Justin and I calculated it, and if you count college summers (in which your entire dorm room has to be emptied out), I have moved every summer since my high school graduation in 2001, and Justin has moved every summer since 2002. This means that I have moved every year for the last decade, or for my entire adult life and married life: four years of college, one year after college in New Haven, one year in Washington, two apartments in Korea (first year here; second year here and here), one year in Edinburgh (here) and then here to Japan (on the old Educated Burgher blog here and here).
But this year, we're staying put. It's bewildering. I've moved so many times it's just a part of the annual routine. For us, spring is that magical time of year when a young man's fancy turns to dismay that he ever bought it in the first place. New life begins, old leases terminate; buds open, bank accounts close. March comes in like a lion and goes out in a cardboard box.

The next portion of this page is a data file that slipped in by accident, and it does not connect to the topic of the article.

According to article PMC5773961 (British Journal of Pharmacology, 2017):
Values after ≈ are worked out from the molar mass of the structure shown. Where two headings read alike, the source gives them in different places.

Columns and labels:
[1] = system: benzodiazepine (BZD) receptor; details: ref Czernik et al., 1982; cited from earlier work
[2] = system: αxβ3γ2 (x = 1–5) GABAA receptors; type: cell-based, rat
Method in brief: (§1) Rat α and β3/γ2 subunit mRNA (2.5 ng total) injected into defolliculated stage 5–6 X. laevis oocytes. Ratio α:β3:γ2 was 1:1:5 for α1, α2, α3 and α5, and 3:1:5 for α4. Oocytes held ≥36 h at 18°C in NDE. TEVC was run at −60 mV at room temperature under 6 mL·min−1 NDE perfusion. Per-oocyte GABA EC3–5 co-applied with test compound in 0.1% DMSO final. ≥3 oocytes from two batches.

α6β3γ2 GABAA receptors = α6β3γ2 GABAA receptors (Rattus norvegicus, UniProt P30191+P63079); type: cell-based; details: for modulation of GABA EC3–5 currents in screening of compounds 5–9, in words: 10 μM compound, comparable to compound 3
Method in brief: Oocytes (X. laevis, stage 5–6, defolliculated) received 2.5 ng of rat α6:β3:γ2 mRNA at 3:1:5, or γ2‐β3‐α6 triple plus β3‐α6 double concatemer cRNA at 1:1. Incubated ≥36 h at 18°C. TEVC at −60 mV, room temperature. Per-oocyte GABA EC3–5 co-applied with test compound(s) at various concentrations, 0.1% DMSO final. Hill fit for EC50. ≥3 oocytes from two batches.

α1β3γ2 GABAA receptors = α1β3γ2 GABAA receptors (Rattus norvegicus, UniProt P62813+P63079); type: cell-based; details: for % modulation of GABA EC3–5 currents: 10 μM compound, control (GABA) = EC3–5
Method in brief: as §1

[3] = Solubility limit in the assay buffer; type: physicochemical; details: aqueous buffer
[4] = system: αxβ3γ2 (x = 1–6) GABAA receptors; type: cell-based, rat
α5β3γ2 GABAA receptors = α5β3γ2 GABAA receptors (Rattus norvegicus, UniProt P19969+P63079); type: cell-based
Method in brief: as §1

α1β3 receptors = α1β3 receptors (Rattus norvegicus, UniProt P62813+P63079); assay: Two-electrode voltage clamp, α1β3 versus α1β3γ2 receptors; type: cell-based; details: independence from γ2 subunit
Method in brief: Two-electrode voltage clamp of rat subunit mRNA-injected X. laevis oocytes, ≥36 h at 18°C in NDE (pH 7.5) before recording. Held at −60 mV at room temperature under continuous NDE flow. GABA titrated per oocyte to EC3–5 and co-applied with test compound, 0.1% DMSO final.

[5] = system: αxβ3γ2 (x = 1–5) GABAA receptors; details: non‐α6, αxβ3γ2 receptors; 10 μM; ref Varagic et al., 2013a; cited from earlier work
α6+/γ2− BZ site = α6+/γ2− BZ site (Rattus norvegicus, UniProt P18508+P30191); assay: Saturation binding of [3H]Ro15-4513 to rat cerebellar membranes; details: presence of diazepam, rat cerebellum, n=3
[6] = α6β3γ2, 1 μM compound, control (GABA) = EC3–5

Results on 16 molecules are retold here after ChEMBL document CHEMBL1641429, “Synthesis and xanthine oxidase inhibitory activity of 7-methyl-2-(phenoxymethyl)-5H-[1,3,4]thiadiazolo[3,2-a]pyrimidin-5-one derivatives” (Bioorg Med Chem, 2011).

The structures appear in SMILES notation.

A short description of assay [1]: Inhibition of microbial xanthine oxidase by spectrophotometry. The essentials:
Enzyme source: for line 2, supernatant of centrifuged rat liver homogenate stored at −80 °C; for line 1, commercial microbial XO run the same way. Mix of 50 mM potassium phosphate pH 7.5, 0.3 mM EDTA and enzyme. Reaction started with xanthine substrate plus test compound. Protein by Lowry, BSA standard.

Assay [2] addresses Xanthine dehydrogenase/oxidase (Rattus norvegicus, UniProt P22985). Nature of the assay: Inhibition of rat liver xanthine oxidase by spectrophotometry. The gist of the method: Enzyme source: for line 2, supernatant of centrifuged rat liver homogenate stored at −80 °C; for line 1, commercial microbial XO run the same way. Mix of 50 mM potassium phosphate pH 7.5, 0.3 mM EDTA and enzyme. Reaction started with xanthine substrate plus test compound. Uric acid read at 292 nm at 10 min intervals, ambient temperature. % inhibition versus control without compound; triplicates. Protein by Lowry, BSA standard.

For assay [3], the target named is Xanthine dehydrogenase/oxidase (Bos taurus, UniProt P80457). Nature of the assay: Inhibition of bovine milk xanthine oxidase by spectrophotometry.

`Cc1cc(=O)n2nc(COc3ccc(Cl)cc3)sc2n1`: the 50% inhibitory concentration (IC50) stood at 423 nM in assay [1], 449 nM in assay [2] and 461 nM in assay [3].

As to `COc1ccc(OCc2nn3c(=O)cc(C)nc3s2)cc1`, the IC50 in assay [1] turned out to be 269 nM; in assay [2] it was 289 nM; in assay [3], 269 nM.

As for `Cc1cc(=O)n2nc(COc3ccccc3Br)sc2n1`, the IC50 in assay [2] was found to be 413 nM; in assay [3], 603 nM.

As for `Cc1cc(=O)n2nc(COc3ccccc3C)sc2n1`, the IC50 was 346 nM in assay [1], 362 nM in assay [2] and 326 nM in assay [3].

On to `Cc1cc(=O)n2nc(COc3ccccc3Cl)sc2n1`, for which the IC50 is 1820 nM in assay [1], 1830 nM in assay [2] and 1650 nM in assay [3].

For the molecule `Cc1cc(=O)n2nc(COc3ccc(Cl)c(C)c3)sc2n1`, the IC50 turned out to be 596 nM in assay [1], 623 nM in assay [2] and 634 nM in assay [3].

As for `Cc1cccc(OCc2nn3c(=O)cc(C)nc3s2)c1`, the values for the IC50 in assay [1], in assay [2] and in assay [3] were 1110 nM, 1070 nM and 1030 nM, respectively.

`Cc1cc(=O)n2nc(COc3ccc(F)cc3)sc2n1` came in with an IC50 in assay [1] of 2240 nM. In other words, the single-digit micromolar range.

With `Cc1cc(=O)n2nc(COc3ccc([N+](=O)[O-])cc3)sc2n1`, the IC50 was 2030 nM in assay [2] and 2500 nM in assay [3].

I'm genuinely worried that I'm psychologically unable to transition to summer without moving. For the last few days I've snuck downstairs to coworker Dayle's place to help her with her packing (she's on to Turkey next year). Today, I dismantled my entire classroom.
Don't get me wrong, moving really sucks. It's expensive, it's exhausting, it's disheartening and uncomfortable, and every year I reach the point where I consider pushing whatever I have left into a giant pile and setting it on fire. I think some years it might have been cheaper for us to start over than to pay shipping.
There's one thing I love about moving, though, and that's the annual purge of accumulated junk. Books I won't reread. Clothes I don't wear. Shoes that don't fit, no matter how much I want them to. (I'm still in denial on the cute black heels) Piles and piles and piles of paper, all into bags and into the trash, recycling, or donation bins, as appropriate. As painful as the moving process is, it is so satisfying to see those bags of junk flying out the door and out of my life. It is also great to arrive at the new place, unpack, and feel smugly Thoreau-ian, at least for the forty-five minutes it lasts before I clutter it all up again.
I suppose I can go through the apartment without moving... but without the sword of Damocles of imminent eviction, it is significantly harder to motivate myself!